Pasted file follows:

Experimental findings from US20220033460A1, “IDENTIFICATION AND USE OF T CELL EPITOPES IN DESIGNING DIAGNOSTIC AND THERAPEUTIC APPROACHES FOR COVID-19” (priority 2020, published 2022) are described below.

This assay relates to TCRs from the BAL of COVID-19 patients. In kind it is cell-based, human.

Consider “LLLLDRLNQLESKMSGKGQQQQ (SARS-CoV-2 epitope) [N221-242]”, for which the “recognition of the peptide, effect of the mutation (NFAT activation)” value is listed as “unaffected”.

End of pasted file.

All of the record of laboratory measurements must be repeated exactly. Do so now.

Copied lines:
Experimental findings from US20220033460A1, “IDENTIFICATION AND USE OF T CELL EPITOPES IN DESIGNING DIAGNOSTIC AND THERAPEUTIC APPROACHES FOR COVID-19” (priority 2020, published 2022) are described below.

This assay relates to TCRs from the BAL of COVID-19 patients. In kind it is cell-based, human.

Consider “LLLLDRLNQLESKMSGKGQQQQ (SARS-CoV-2 epitope) [N221-242]”, for which the “recognition of the peptide, effect of the mutation (NFAT activation)” value is listed as “unaffected”.